Whose Right to Rest? Contesting the Family Vacation in the Postwar Soviet Union

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Abstract

The idea of leisure and vacations in the Soviet Union at first glance suggests a paradox. As a system based on the labor theory of value, the USSR emphasized production as the foundation of wealth, personal worth, and the path to a society of abundance for all. Work - physical or mental - was the obligation of all citizens. But work took its toll on the human organism, and along with creating the necessary incentives and conditions for productive labor a socialist system would also include reproductive rest as an integral element of its economy. The eight-hour work day, a weekly day off from work, and an annual vacation constituted the triad of restorative and healthful rest opportunities in the emerging Soviet system of the 1920s and 1930s.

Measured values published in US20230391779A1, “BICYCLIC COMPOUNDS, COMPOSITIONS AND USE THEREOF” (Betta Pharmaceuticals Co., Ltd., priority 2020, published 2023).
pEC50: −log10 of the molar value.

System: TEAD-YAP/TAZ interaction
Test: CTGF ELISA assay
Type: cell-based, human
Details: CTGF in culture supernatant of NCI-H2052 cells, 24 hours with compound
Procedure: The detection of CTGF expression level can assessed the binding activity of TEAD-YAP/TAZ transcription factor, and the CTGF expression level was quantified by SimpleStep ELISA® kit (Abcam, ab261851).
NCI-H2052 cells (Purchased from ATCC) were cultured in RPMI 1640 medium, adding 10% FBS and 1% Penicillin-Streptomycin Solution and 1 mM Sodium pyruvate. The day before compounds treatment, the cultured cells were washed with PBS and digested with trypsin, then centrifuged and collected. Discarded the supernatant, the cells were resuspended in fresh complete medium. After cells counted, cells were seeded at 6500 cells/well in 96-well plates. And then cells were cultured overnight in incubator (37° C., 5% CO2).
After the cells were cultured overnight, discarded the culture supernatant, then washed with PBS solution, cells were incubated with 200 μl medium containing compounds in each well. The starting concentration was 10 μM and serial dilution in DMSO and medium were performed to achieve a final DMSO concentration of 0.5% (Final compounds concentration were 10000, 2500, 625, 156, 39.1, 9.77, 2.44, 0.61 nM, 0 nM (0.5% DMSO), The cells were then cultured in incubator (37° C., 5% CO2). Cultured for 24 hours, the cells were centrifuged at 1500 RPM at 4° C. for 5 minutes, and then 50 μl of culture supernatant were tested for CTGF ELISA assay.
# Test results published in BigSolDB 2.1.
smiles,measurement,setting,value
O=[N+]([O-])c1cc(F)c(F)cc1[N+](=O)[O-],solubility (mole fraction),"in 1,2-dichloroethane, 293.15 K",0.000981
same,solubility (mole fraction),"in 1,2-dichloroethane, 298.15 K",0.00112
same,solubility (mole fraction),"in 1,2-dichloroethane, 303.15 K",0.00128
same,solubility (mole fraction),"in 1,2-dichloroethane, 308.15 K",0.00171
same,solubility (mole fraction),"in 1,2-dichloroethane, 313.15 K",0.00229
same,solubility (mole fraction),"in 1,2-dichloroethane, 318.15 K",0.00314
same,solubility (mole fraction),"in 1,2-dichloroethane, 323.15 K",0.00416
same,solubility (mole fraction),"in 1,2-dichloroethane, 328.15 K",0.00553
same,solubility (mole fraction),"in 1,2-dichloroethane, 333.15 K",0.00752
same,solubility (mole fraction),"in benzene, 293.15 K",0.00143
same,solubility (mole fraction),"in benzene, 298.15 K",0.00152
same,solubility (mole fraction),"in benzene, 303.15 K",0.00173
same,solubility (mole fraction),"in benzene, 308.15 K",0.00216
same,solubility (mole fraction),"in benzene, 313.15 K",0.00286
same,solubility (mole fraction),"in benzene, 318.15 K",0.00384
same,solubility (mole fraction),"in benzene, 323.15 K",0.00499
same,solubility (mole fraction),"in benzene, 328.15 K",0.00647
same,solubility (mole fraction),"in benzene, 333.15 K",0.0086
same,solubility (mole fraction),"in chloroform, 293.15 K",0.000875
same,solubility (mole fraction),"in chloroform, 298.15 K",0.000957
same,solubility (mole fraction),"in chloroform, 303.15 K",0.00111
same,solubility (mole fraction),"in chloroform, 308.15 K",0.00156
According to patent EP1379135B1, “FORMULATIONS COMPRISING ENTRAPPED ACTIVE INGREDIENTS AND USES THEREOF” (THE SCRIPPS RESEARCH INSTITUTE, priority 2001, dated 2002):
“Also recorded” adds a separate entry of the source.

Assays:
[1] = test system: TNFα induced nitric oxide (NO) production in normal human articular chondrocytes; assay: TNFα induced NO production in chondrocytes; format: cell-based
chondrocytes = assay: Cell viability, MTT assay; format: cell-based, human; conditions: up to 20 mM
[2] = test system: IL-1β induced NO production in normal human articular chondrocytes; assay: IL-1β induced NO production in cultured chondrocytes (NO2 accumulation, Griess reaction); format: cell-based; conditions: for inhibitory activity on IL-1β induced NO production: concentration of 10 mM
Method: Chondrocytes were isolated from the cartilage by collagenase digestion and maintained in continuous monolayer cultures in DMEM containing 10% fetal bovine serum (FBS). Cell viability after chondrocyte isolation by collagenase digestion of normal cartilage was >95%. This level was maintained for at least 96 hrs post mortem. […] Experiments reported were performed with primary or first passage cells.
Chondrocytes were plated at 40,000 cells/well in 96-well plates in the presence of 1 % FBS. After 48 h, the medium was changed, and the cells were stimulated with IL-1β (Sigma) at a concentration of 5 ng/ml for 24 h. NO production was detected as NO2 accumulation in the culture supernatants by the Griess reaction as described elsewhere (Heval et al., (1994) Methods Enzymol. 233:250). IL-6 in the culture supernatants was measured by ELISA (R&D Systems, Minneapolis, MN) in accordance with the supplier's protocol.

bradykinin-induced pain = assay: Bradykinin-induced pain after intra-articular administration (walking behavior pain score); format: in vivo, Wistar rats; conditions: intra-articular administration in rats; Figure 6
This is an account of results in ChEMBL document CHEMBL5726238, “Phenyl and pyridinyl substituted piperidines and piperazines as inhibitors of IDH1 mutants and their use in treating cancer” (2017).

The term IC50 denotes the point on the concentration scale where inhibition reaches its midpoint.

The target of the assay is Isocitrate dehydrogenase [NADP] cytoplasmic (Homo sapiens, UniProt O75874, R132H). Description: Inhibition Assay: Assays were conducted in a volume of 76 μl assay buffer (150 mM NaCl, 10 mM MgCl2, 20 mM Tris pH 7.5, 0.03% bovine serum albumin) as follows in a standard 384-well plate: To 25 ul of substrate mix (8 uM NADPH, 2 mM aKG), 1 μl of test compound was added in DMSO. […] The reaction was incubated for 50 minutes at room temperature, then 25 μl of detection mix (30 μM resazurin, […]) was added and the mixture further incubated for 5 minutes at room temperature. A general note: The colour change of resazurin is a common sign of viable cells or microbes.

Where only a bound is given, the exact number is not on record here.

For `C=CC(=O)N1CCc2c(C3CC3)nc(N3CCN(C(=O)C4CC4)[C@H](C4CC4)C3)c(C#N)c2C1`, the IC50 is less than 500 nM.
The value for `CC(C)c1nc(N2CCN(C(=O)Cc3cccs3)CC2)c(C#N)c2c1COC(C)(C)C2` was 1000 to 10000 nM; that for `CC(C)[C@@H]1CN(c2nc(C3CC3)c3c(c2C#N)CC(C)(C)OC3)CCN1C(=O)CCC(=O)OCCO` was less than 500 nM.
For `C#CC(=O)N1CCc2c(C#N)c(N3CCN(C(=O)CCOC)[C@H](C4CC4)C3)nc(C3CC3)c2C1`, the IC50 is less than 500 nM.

Original languageEnglish (US)
Pages (from-to)401-425
Number of pages25
JournalComparative Studies in Society and History
Volume51
Issue number2
DOIs
StatePublished - 2009

ASJC Scopus subject areas

  • History
  • Sociology and Political Science

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